Where are you located?
At Clinchfield St. and Center St. in the Press Commons Food City shopping area “under the water tower” in downtown Kingsport. We are located in the same area as the Kingsport Farmers Market and the Kingsport carousel.
Are you affiliated with Ballad Health?
Although your therapists work closely with your health care providers at Ballad Health to optimize your care, Ribbons Physical Therapy, LLC is a privately owned clinic and your services will not be billed through Ballad Health. Our staff does not have access to your medical records at Ballad Health unless you sign a release to allow us to obtain paper copies.
How much will my treatment cost?
Ribbons Physical Therapy, LLC contracts with several insurance companies. Our front office staff can assist you with estimating what your out-of-pocket expense will be for therapy services. Some insurance companies do not cover the cost of compression garments and if a compression garment is required to control your lymphedema, your therapist can discuss less costly methods to obtain these.
How long is the appointment?
We ask that you allow one hour to one hour and 15 mins on your first visit so that the therapist can provide thorough assessment and that you will have time to ask questions and complete necessary paperwork. Subsequent visits are 45-60 minutes. We see patients one on one during their scheduled visit, therefore it is very important that if you cannot keep your appointment please call us as quickly as possible so we can ask other patients to fill the hour we have set aside for you.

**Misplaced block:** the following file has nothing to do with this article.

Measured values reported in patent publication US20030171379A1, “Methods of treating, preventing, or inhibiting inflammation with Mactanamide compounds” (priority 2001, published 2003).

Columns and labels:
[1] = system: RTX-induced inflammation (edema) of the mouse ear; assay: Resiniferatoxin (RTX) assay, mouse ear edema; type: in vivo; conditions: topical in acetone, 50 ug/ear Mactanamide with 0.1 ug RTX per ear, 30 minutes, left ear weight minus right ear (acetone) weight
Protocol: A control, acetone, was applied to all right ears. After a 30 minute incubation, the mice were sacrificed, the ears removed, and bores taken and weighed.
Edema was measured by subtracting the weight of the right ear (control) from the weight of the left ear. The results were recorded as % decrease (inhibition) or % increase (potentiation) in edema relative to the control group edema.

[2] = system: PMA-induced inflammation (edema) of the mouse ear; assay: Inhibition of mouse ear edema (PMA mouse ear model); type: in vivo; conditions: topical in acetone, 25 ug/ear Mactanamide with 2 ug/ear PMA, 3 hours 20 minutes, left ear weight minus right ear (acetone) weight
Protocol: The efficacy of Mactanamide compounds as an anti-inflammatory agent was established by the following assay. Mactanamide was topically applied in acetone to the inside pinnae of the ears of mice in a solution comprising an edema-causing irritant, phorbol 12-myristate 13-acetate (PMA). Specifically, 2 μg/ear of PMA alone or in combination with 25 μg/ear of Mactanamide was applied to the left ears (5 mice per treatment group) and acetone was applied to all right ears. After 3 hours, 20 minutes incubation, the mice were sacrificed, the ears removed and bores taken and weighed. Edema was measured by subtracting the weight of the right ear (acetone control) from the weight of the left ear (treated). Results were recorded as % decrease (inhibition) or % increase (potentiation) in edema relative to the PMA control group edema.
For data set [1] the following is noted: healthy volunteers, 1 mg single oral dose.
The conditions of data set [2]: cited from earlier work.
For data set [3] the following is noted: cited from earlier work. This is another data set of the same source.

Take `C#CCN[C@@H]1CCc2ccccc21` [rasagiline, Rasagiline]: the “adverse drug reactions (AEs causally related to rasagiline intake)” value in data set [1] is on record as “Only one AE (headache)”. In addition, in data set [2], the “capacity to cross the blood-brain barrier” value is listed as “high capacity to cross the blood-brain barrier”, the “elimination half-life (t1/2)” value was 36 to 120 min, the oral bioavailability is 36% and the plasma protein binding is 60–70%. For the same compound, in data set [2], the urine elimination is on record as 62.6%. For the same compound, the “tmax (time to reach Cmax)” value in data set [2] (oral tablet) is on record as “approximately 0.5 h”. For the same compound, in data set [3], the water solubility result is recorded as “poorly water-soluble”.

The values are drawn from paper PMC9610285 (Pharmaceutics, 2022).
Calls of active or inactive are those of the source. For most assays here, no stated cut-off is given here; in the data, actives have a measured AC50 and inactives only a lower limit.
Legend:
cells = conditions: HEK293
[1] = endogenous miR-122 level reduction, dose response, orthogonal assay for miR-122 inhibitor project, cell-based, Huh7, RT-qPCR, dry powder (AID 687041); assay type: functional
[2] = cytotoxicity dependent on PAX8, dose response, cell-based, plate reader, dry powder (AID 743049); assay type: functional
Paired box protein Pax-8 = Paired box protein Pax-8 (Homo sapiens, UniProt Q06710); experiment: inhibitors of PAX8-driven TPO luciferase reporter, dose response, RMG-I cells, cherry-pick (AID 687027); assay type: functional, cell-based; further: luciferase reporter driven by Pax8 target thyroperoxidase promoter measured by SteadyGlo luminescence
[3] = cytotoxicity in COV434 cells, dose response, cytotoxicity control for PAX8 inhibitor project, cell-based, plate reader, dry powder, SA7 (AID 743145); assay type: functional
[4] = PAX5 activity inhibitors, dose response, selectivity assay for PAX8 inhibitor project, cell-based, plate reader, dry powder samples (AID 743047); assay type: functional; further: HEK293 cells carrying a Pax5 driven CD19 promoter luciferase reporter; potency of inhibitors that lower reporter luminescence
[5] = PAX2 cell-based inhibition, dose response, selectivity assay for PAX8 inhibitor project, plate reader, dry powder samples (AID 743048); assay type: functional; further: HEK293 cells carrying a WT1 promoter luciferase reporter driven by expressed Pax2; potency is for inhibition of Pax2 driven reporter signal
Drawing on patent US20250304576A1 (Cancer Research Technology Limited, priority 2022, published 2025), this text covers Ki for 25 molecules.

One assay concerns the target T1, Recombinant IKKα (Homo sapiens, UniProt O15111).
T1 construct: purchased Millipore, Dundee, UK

What do I need to wear to therapy?
Wear comfortable clothing that you can easily move about and good supportive shoes.
How often will I have to come to therapy?
Your therapist will discuss this with you on your first visit and collaborate with you to come up with a frequency for your treatment that can accommodate your needs and schedule.
How can I tolerate therapy while I am undergoing chemotherapy and/or radiation therapy?
Studies show that exercise is safe before, during, and after cancer treatments. The staff at Ribbons Physical Therapy works only with cancer survivors and lymphedema patients. We understand that you may experience days where you are not at your best and we can accommodate your therapy for each day based on how you are doing at that time. Even low-level exercise can assist you with feeling better and combating the fatigue you are experiencing.
Cold Laser Therapy
What is cold laser therapy?
Cold laser therapy uses light waves to increase circulation to an area to promote healing of the affected tissues. It does not actually feel cold; it just does not produce heat.
How does cold laser work?
It helps by stimulating circulation around the tissues. This increases blood flow to the tissues, making it easier for them to heal and therefore reducing the pain.
Can the cold laser machine be used for diabetic neuropathy?
What we know is that cold laser could be helpful with this, but there is not yet enough research to fully support it. We do not treat diabetic neuropathy, but if you have a friend with diabetic neuropathy your therapist can recommend another therapy clinic that provides this service.
How soon will I see results from cold laser treatment?
Most patients will get same day relief but it may take up to 6-12 treatments before noticing a sign of improvement. Depending on how long your symptoms have been present may also play a role in how soon you notice symptom relief.
Why do I need to perform exercises if I am getting cold laser treatments?
While cold laser will address any symptoms you have from neuropathy, cold laser does not provide any strengthening to the weakened area or assist to improve your balance and the way you move. To obtain the best outcome, your therapist will want to address all these deficits to improve your quality of life.